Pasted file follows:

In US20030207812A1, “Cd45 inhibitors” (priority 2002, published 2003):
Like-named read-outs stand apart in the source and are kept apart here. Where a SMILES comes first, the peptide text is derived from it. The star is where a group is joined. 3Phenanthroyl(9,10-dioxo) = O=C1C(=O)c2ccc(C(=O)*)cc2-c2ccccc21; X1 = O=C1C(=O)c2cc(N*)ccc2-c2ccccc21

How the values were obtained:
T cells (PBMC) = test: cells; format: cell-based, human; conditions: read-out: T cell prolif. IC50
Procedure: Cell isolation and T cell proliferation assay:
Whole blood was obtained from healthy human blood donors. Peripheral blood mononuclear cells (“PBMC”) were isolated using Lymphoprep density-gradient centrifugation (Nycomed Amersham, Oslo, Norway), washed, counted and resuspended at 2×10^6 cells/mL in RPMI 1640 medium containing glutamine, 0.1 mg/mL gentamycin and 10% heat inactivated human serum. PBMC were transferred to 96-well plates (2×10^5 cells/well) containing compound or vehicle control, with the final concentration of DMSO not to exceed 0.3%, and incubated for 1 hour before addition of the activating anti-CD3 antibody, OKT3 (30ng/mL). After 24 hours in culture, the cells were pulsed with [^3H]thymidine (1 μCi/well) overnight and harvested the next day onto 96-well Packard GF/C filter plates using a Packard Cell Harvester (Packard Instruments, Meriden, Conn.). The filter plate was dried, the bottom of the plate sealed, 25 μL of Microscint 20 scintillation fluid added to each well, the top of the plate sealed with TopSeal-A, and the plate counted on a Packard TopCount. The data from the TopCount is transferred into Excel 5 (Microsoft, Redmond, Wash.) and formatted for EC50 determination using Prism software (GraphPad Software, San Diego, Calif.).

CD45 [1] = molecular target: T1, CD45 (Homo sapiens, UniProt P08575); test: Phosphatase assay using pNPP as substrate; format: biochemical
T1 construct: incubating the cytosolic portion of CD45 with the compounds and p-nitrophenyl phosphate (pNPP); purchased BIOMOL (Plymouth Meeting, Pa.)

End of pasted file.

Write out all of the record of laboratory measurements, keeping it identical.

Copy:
In US20030207812A1, “Cd45 inhibitors” (priority 2002, published 2003):
Like-named read-outs stand apart in the source and are kept apart here. Where a SMILES comes first, the peptide text is derived from it. The star is where a group is joined. 3Phenanthroyl(9,10-dioxo) = O=C1C(=O)c2ccc(C(=O)*)cc2-c2ccccc21; X1 = O=C1C(=O)c2cc(N*)ccc2-c2ccccc21

How the values were obtained:
T cells (PBMC) = test: cells; format: cell-based, human; conditions: read-out: T cell prolif. IC50
Procedure: Cell isolation and T cell proliferation assay:
Whole blood was obtained from healthy human blood donors. Peripheral blood mononuclear cells (“PBMC”) were isolated using Lymphoprep density-gradient centrifugation (Nycomed Amersham, Oslo, Norway), washed, counted and resuspended at 2×10^6 cells/mL in RPMI 1640 medium containing glutamine, 0.1 mg/mL gentamycin and 10% heat inactivated human serum. PBMC were transferred to 96-well plates (2×10^5 cells/well) containing compound or vehicle control, with the final concentration of DMSO not to exceed 0.3%, and incubated for 1 hour before addition of the activating anti-CD3 antibody, OKT3 (30ng/mL). After 24 hours in culture, the cells were pulsed with [^3H]thymidine (1 μCi/well) overnight and harvested the next day onto 96-well Packard GF/C filter plates using a Packard Cell Harvester (Packard Instruments, Meriden, Conn.). The filter plate was dried, the bottom of the plate sealed, 25 μL of Microscint 20 scintillation fluid added to each well, the top of the plate sealed with TopSeal-A, and the plate counted on a Packard TopCount. The data from the TopCount is transferred into Excel 5 (Microsoft, Redmond, Wash.) and formatted for EC50 determination using Prism software (GraphPad Software, San Diego, Calif.).

CD45 [1] = molecular target: T1, CD45 (Homo sapiens, UniProt P08575); test: Phosphatase assay using pNPP as substrate; format: biochemical
T1 construct: incubating the cytosolic portion of CD45 with the compounds and p-nitrophenyl phosphate (pNPP); purchased BIOMOL (Plymouth Meeting, Pa.)